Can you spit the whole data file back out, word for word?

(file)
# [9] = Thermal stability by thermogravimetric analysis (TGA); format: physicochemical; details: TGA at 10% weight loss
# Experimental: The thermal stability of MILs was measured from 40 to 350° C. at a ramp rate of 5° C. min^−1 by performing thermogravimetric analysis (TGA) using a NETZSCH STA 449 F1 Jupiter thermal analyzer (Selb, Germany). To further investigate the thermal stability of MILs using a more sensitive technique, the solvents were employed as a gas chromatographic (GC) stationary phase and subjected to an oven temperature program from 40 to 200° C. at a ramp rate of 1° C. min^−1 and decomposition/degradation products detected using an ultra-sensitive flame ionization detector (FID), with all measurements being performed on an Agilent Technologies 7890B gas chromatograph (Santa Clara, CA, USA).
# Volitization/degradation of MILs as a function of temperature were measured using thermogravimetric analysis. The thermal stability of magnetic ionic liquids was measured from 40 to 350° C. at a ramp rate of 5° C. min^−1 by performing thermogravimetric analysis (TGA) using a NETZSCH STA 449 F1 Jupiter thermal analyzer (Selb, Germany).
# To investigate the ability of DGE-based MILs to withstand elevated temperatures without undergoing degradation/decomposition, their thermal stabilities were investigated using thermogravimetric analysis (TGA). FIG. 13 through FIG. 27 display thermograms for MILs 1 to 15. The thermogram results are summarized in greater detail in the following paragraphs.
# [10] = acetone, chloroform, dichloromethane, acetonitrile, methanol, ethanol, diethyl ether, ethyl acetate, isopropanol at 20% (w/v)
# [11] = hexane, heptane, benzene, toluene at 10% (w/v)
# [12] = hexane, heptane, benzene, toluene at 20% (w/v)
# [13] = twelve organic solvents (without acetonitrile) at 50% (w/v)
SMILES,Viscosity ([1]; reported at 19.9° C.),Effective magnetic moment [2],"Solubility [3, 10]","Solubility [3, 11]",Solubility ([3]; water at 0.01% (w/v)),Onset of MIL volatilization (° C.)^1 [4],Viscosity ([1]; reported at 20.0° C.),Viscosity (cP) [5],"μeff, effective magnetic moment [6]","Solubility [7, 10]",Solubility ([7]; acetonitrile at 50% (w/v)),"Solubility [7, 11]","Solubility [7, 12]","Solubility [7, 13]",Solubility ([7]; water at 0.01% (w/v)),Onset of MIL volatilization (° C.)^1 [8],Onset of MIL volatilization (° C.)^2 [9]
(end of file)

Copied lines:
# [9] = Thermal stability by thermogravimetric analysis (TGA); format: physicochemical; details: TGA at 10% weight loss
# Experimental: The thermal stability of MILs was measured from 40 to 350° C. at a ramp rate of 5° C. min^−1 by performing thermogravimetric analysis (TGA) using a NETZSCH STA 449 F1 Jupiter thermal analyzer (Selb, Germany). To further investigate the thermal stability of MILs using a more sensitive technique, the solvents were employed as a gas chromatographic (GC) stationary phase and subjected to an oven temperature program from 40 to 200° C. at a ramp rate of 1° C. min^−1 and decomposition/degradation products detected using an ultra-sensitive flame ionization detector (FID), with all measurements being performed on an Agilent Technologies 7890B gas chromatograph (Santa Clara, CA, USA).
# Volitization/degradation of MILs as a function of temperature were measured using thermogravimetric analysis. The thermal stability of magnetic ionic liquids was measured from 40 to 350° C. at a ramp rate of 5° C. min^−1 by performing thermogravimetric analysis (TGA) using a NETZSCH STA 449 F1 Jupiter thermal analyzer (Selb, Germany).
# To investigate the ability of DGE-based MILs to withstand elevated temperatures without undergoing degradation/decomposition, their thermal stabilities were investigated using thermogravimetric analysis (TGA). FIG. 13 through FIG. 27 display thermograms for MILs 1 to 15. The thermogram results are summarized in greater detail in the following paragraphs.
# [10] = acetone, chloroform, dichloromethane, acetonitrile, methanol, ethanol, diethyl ether, ethyl acetate, isopropanol at 20% (w/v)
# [11] = hexane, heptane, benzene, toluene at 10% (w/v)
# [12] = hexane, heptane, benzene, toluene at 20% (w/v)
# [13] = twelve organic solvents (without acetonitrile) at 50% (w/v)
SMILES,Viscosity ([1]; reported at 19.9° C.),Effective magnetic moment [2],"Solubility [3, 10]","Solubility [3, 11]",Solubility ([3]; water at 0.01% (w/v)),Onset of MIL volatilization (° C.)^1 [4],Viscosity ([1]; reported at 20.0° C.),Viscosity (cP) [5],"μeff, effective magnetic moment [6]","Solubility [7, 10]",Solubility ([7]; acetonitrile at 50% (w/v)),"Solubility [7, 11]","Solubility [7, 12]","Solubility [7, 13]",Solubility ([7]; water at 0.01% (w/v)),Onset of MIL volatilization (° C.)^1 [8],Onset of MIL volatilization (° C.)^2 [9]